She added that she wants to see the city, the economic development community and Chaves County government work together to create a “conducive environment” for Air Center growth.
Oropesa said that the city’s educational institutions are also assets.
“I also agree the citizens of Roswell are probably the best assets this community has, but you also have to include the school system, the university, the New Mexico Military Institute, and, yes, the airport is probably the gem in the rough, as they say.”
He said he recommends that the Roswell Air Center be governed by a regional air authority. State legislation to enable air authorities to manage former military airports was passed in 2019, but the city is still analyzing how that would be accomplished.
“We have worked to try and utilize that, the airport, but we haven’t done a good job of it,” Oropesa said. “And I am willing to try and see if we can go a different route. And what I am talking about is the air authority, to see if they will be able to do a better job than we have done as a council.”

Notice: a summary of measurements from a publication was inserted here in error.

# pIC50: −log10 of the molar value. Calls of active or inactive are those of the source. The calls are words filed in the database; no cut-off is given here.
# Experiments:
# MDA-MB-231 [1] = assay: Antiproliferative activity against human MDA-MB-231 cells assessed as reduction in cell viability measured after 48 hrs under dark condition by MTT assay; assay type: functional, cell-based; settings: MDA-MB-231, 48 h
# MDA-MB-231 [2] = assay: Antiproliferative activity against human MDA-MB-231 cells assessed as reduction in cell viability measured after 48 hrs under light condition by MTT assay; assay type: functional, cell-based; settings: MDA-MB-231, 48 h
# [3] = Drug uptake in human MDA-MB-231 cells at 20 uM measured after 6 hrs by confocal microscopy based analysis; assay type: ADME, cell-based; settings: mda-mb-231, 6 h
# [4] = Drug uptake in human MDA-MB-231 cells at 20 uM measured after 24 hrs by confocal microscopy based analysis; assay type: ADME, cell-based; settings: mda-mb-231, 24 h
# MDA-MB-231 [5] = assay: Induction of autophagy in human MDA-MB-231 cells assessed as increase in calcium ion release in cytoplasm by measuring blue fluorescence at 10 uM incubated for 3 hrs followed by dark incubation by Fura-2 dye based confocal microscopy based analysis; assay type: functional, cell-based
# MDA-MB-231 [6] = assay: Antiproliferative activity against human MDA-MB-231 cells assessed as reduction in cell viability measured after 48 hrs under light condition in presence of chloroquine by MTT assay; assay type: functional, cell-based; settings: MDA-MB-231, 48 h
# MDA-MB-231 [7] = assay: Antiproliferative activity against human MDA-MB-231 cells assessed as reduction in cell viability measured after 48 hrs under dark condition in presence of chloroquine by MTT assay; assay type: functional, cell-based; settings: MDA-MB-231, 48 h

Bond issue opinions
Oropesa said that he opposes the proposed general obligation bond issue to build a new public safety complex, primarily because of its price tag of up to $35 million.
“According to the information that I have, the bonding capacity for Roswell is $29 million, and so when you approve a $35 million bond, it will put you over the bonding capacity that the city has,” he said. “At the same time, you are not talking about $35 million. You are talking about roughly $51 (million), $52 million when you add the tax to it.”
He said that he agrees that a fire station on the east side of the railroad tracks is needed and that something needs to be done about the police station on West Second Street but added, “I don’t think to say it is all or nothing, I don’t think that is the answer.”
Arnold chose not to disclose her own view on the issue.